US Dollar remains strong ahead of FOMC meeting

The US Dollar took a break from it’s bull run yesterday, as most investors were in profit booking mode.
US Dollar remains strong ahead of FOMC meeting
However, the Dollar still has managed to retain its strength overall against most of its counterparts.

US stocks also ended the session a little lower than its record high on concerns over a correction on the basis that the recent surge had been fuelled by news of strong corporate earnings and acquisitions.

Adding to the slight decline were comments released by Charles Evans of the Federal Reserve that although inflation is being looked at and there are positive signs for the economy, the current stimulus measures will be in place as it is necessary for the near future, in contrast with most upbeat members who tend to lean on the contrary, wanting stimulus to be tightened sooner rather than later.

With mixed messages coming out from all flanks, the FOMC meeting should be an interesting one, with the minutes from Ben Bernanke’s speech expected to drive the Dollar.

Most markets expect more of the same for the Fed Chairman – continuing stimulus for the time being coupled with inflation targets and a rosy picture for the US economy.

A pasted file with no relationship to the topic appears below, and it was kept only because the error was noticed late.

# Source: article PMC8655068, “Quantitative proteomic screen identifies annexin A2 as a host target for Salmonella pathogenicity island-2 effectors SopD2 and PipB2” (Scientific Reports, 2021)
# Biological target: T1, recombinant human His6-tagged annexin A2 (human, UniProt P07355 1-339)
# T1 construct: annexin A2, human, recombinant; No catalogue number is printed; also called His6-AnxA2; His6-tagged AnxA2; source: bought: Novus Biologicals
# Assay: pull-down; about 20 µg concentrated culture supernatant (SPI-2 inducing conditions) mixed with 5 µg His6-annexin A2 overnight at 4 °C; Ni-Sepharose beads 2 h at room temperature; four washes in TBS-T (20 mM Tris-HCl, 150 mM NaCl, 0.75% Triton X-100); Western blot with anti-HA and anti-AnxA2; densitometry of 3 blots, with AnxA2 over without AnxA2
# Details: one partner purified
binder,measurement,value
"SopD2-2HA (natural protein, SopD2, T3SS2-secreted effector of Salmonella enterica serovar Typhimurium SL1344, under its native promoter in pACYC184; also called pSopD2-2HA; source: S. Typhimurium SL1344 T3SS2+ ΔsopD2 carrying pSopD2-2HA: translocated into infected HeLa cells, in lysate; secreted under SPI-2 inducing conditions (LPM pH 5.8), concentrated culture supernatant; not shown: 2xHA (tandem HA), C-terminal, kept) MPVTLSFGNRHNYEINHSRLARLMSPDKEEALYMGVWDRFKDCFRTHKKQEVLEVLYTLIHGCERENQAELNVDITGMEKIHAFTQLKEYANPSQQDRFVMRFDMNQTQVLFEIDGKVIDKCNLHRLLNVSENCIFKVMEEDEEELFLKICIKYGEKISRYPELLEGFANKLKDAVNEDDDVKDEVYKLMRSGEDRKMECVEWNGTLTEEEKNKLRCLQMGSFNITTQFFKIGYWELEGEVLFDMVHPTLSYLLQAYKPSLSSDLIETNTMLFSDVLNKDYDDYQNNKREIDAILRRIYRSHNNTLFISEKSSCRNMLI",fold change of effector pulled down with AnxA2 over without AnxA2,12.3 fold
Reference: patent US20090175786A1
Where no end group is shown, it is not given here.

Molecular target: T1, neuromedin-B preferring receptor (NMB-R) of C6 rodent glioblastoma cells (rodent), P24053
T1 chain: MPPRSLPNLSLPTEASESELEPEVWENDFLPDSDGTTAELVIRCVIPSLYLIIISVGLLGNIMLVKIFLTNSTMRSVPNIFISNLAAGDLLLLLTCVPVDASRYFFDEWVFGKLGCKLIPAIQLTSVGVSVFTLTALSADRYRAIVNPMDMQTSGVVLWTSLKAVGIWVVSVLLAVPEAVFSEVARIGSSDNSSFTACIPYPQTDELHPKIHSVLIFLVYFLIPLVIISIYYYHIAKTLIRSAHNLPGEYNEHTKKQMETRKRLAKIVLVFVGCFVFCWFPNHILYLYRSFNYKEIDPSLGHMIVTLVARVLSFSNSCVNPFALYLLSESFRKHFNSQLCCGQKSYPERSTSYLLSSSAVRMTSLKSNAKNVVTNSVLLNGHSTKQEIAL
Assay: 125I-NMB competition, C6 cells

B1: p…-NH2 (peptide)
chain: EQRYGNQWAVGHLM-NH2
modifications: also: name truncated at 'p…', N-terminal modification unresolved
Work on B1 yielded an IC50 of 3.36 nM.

The Dollar continued its surge against the Japanese Yen, as Japan’s economy minister maintains that USD/JPY at 100 is the maximum level that can be sustained for the economy as rising bond yields may continue to have a detrimental effect.

Most of the Eurozone region was on a holiday yesterday in a very quiet session for the currency which opens this morning just under 1.29 against the greenback.

It will be a fairly quiet day from Europe again, with only a bond auction in France listed in the economic data calendar, as most of the focus moves to Bernanke’s speech.

Sterling on the other hand, recovered from a six week low against the US Dollar, on the back of UK house prices increasing to record high easing concerns of a stagnant economy.

As per last week’s comment from BOE Governor Mervyn King, most markets were not convinced about the inflation targets of 2% by 2015.

Analysts at Ernst & Young believe that inflation, at a rate of 2.5% is set to continue for another 4 years.

However, King issued a statement that a weaker pound has managed to stimulate exports as the British Pound was the second worst performer this year, after the Yen, amongst the 10 developed market currencies.

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